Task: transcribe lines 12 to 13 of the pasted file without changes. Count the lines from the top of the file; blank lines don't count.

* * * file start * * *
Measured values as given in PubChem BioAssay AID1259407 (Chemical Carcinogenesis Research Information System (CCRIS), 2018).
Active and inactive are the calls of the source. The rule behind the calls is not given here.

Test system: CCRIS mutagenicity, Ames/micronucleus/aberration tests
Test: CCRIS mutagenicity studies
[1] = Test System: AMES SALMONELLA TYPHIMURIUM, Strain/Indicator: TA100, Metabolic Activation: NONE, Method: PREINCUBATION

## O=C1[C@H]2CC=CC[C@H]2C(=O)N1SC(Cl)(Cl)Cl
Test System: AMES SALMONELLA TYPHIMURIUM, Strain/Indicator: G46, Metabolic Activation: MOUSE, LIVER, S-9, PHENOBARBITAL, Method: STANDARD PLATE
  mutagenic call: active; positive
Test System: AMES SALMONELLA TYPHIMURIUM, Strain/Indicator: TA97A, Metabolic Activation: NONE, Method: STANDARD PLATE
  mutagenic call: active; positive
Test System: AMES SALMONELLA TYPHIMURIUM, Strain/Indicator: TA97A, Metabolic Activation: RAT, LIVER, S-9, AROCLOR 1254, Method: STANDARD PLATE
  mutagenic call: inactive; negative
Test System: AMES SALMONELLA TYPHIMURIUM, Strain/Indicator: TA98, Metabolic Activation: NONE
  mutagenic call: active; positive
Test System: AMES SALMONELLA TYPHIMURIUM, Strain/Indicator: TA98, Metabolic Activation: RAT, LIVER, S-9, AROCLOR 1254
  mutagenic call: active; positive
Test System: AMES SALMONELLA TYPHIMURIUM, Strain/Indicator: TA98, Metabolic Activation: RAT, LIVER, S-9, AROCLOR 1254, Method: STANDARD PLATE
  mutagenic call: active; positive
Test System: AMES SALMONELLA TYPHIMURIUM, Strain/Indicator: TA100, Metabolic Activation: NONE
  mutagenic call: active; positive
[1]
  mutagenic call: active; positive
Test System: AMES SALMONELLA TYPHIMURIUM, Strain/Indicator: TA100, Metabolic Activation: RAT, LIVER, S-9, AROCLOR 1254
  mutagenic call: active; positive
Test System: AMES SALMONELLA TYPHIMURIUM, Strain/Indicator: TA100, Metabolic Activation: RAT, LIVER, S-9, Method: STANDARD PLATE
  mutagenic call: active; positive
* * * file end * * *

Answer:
  mutagenic call: inactive; negative
Test System: AMES SALMONELLA TYPHIMURIUM, Strain/Indicator: TA98, Metabolic Activation: NONE